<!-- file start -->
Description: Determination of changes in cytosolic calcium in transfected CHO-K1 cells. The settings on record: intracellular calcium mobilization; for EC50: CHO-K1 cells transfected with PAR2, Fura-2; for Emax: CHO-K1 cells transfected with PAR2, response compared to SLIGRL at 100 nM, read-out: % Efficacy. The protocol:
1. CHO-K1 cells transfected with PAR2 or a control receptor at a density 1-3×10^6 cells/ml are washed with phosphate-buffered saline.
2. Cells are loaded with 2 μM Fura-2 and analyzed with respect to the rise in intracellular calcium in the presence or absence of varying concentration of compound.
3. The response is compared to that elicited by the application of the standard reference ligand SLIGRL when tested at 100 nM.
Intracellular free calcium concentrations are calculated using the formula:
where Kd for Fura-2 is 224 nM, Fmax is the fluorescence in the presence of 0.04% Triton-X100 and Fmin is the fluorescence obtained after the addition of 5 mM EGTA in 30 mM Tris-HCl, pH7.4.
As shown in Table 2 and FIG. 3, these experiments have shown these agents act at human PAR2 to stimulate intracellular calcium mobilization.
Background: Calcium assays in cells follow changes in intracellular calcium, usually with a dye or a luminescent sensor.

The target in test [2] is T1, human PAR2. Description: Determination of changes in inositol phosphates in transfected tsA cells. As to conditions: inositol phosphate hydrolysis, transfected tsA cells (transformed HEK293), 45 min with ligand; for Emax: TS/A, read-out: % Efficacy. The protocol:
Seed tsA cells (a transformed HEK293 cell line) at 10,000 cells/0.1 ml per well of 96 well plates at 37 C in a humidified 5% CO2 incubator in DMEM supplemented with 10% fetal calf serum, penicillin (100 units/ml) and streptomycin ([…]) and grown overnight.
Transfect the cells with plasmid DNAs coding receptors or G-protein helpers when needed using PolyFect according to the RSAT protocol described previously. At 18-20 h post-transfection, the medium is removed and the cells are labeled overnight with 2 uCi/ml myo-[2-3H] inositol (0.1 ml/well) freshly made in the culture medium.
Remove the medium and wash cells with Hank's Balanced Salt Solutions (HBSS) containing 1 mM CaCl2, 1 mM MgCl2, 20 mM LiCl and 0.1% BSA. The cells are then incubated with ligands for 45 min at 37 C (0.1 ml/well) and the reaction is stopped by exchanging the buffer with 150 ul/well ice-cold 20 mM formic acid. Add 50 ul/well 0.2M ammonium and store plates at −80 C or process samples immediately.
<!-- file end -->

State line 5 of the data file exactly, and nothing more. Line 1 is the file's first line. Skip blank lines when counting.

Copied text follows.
Intracellular free calcium concentrations are calculated using the formula: